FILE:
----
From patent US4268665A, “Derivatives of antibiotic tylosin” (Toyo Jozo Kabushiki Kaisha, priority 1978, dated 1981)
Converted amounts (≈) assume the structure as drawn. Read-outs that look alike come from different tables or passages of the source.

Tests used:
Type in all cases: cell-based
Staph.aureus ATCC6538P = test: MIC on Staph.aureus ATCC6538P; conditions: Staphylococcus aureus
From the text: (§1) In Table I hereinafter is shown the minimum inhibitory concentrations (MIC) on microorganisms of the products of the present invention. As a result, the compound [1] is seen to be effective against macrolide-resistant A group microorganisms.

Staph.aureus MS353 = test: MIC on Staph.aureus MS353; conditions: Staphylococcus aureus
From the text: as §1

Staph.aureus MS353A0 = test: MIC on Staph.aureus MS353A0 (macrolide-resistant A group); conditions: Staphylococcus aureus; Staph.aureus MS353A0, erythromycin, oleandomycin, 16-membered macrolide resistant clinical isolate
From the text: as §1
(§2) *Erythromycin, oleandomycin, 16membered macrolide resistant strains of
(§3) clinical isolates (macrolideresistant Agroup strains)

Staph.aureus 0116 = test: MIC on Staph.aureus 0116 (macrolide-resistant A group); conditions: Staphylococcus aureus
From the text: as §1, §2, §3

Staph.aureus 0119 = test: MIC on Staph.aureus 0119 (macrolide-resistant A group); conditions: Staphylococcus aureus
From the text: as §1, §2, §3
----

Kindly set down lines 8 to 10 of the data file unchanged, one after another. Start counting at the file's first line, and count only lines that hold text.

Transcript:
From the text: as §1

Staph.aureus MS353A0 = test: MIC on Staph.aureus MS353A0 (macrolide-resistant A group); conditions: Staphylococcus aureus; Staph.aureus MS353A0, erythromycin, oleandomycin, 16-membered macrolide resistant clinical isolate
From the text: as §1